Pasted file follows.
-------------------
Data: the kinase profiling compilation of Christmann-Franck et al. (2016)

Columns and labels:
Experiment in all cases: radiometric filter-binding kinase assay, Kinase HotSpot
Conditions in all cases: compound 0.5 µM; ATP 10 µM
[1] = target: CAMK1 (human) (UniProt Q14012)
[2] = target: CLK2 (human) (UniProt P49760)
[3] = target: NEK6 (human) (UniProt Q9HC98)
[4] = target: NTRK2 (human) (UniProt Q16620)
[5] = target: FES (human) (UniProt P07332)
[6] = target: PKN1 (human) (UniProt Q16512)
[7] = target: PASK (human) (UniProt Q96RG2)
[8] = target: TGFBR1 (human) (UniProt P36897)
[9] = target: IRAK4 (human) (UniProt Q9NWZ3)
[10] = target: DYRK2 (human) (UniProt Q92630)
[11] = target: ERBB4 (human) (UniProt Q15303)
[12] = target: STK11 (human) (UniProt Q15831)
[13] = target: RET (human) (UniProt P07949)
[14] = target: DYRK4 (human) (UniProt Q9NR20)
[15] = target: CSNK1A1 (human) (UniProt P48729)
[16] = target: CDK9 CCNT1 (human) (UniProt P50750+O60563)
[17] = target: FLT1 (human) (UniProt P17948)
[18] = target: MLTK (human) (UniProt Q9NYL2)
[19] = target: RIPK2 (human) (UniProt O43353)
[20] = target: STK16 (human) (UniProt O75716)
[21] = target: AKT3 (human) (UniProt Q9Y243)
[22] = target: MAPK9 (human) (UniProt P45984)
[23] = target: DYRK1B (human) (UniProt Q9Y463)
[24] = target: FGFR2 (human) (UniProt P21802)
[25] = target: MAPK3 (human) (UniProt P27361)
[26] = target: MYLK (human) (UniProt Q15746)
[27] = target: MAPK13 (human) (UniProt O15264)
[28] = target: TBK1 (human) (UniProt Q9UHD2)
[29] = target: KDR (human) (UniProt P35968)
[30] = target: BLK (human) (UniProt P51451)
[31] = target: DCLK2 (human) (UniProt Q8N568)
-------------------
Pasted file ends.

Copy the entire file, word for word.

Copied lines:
Data: the kinase profiling compilation of Christmann-Franck et al. (2016)

Columns and labels:
Experiment in all cases: radiometric filter-binding kinase assay, Kinase HotSpot
Conditions in all cases: compound 0.5 µM; ATP 10 µM
[1] = target: CAMK1 (human) (UniProt Q14012)
[2] = target: CLK2 (human) (UniProt P49760)
[3] = target: NEK6 (human) (UniProt Q9HC98)
[4] = target: NTRK2 (human) (UniProt Q16620)
[5] = target: FES (human) (UniProt P07332)
[6] = target: PKN1 (human) (UniProt Q16512)
[7] = target: PASK (human) (UniProt Q96RG2)
[8] = target: TGFBR1 (human) (UniProt P36897)
[9] = target: IRAK4 (human) (UniProt Q9NWZ3)
[10] = target: DYRK2 (human) (UniProt Q92630)
[11] = target: ERBB4 (human) (UniProt Q15303)
[12] = target: STK11 (human) (UniProt Q15831)
[13] = target: RET (human) (UniProt P07949)
[14] = target: DYRK4 (human) (UniProt Q9NR20)
[15] = target: CSNK1A1 (human) (UniProt P48729)
[16] = target: CDK9 CCNT1 (human) (UniProt P50750+O60563)
[17] = target: FLT1 (human) (UniProt P17948)
[18] = target: MLTK (human) (UniProt Q9NYL2)
[19] = target: RIPK2 (human) (UniProt O43353)
[20] = target: STK16 (human) (UniProt O75716)
[21] = target: AKT3 (human) (UniProt Q9Y243)
[22] = target: MAPK9 (human) (UniProt P45984)
[23] = target: DYRK1B (human) (UniProt Q9Y463)
[24] = target: FGFR2 (human) (UniProt P21802)
[25] = target: MAPK3 (human) (UniProt P27361)
[26] = target: MYLK (human) (UniProt Q15746)
[27] = target: MAPK13 (human) (UniProt O15264)
[28] = target: TBK1 (human) (UniProt Q9UHD2)
[29] = target: KDR (human) (UniProt P35968)
[30] = target: BLK (human) (UniProt P51451)
[31] = target: DCLK2 (human) (UniProt Q8N568)